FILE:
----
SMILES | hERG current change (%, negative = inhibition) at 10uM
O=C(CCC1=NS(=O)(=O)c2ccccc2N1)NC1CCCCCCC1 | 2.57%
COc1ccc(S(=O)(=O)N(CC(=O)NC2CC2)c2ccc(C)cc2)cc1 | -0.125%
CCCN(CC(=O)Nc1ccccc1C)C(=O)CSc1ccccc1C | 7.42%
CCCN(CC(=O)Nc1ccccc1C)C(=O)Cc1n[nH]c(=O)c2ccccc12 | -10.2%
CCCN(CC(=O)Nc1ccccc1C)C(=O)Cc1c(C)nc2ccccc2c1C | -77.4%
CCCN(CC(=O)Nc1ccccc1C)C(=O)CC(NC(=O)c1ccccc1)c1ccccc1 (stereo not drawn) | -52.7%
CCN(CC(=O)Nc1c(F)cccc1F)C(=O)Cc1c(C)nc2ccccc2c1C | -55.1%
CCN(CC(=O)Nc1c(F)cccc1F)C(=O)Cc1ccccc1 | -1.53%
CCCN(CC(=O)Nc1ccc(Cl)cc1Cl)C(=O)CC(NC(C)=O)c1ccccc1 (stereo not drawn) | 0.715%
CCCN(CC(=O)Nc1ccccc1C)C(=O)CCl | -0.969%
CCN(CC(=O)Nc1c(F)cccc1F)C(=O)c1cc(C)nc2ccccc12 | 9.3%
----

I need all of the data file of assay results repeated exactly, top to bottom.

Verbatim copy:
SMILES | hERG current change (%, negative = inhibition) at 10uM
O=C(CCC1=NS(=O)(=O)c2ccccc2N1)NC1CCCCCCC1 | 2.57%
COc1ccc(S(=O)(=O)N(CC(=O)NC2CC2)c2ccc(C)cc2)cc1 | -0.125%
CCCN(CC(=O)Nc1ccccc1C)C(=O)CSc1ccccc1C | 7.42%
CCCN(CC(=O)Nc1ccccc1C)C(=O)Cc1n[nH]c(=O)c2ccccc12 | -10.2%
CCCN(CC(=O)Nc1ccccc1C)C(=O)Cc1c(C)nc2ccccc2c1C | -77.4%
CCCN(CC(=O)Nc1ccccc1C)C(=O)CC(NC(=O)c1ccccc1)c1ccccc1 (stereo not drawn) | -52.7%
CCN(CC(=O)Nc1c(F)cccc1F)C(=O)Cc1c(C)nc2ccccc2c1C | -55.1%
CCN(CC(=O)Nc1c(F)cccc1F)C(=O)Cc1ccccc1 | -1.53%
CCCN(CC(=O)Nc1ccc(Cl)cc1Cl)C(=O)CC(NC(C)=O)c1ccccc1 (stereo not drawn) | 0.715%
CCCN(CC(=O)Nc1ccccc1C)C(=O)CCl | -0.969%
CCN(CC(=O)Nc1c(F)cccc1F)C(=O)c1cc(C)nc2ccccc12 | 9.3%